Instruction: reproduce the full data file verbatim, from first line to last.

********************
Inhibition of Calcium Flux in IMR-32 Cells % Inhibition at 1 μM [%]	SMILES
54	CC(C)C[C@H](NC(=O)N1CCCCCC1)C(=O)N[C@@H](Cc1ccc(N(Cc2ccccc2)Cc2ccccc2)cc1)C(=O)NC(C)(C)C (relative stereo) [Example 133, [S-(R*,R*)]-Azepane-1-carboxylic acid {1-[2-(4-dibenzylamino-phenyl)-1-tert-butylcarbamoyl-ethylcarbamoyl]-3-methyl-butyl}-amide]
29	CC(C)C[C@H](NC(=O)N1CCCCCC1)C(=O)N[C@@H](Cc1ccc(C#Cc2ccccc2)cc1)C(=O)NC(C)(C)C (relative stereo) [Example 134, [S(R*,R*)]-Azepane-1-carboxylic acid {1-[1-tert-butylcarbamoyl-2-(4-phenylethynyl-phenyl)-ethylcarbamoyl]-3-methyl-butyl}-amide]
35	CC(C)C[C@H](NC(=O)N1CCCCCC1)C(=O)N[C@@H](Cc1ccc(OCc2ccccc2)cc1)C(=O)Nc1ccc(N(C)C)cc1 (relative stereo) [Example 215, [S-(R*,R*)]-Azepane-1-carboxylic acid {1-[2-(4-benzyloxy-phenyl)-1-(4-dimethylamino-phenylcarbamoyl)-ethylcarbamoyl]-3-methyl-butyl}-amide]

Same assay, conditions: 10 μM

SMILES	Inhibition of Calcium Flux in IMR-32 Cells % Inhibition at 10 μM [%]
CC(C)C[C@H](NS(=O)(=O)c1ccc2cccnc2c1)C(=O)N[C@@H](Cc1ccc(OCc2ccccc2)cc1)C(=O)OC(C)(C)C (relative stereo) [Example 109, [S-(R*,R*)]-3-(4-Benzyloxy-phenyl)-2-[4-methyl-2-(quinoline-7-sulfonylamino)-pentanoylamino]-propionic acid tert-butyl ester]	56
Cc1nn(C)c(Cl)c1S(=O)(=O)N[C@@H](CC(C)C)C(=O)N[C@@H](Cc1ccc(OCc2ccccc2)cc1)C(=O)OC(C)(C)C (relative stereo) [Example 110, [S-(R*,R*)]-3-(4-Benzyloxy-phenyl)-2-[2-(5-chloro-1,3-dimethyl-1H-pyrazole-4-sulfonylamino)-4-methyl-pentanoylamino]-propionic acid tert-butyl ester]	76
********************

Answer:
Inhibition of Calcium Flux in IMR-32 Cells % Inhibition at 1 μM [%]	SMILES
54	CC(C)C[C@H](NC(=O)N1CCCCCC1)C(=O)N[C@@H](Cc1ccc(N(Cc2ccccc2)Cc2ccccc2)cc1)C(=O)NC(C)(C)C (relative stereo) [Example 133, [S-(R*,R*)]-Azepane-1-carboxylic acid {1-[2-(4-dibenzylamino-phenyl)-1-tert-butylcarbamoyl-ethylcarbamoyl]-3-methyl-butyl}-amide]
29	CC(C)C[C@H](NC(=O)N1CCCCCC1)C(=O)N[C@@H](Cc1ccc(C#Cc2ccccc2)cc1)C(=O)NC(C)(C)C (relative stereo) [Example 134, [S(R*,R*)]-Azepane-1-carboxylic acid {1-[1-tert-butylcarbamoyl-2-(4-phenylethynyl-phenyl)-ethylcarbamoyl]-3-methyl-butyl}-amide]
35	CC(C)C[C@H](NC(=O)N1CCCCCC1)C(=O)N[C@@H](Cc1ccc(OCc2ccccc2)cc1)C(=O)Nc1ccc(N(C)C)cc1 (relative stereo) [Example 215, [S-(R*,R*)]-Azepane-1-carboxylic acid {1-[2-(4-benzyloxy-phenyl)-1-(4-dimethylamino-phenylcarbamoyl)-ethylcarbamoyl]-3-methyl-butyl}-amide]

Same assay, conditions: 10 μM

SMILES	Inhibition of Calcium Flux in IMR-32 Cells % Inhibition at 10 μM [%]
CC(C)C[C@H](NS(=O)(=O)c1ccc2cccnc2c1)C(=O)N[C@@H](Cc1ccc(OCc2ccccc2)cc1)C(=O)OC(C)(C)C (relative stereo) [Example 109, [S-(R*,R*)]-3-(4-Benzyloxy-phenyl)-2-[4-methyl-2-(quinoline-7-sulfonylamino)-pentanoylamino]-propionic acid tert-butyl ester]	56
Cc1nn(C)c(Cl)c1S(=O)(=O)N[C@@H](CC(C)C)C(=O)N[C@@H](Cc1ccc(OCc2ccccc2)cc1)C(=O)OC(C)(C)C (relative stereo) [Example 110, [S-(R*,R*)]-3-(4-Benzyloxy-phenyl)-2-[2-(5-chloro-1,3-dimethyl-1H-pyrazole-4-sulfonylamino)-4-methyl-pentanoylamino]-propionic acid tert-butyl ester]	76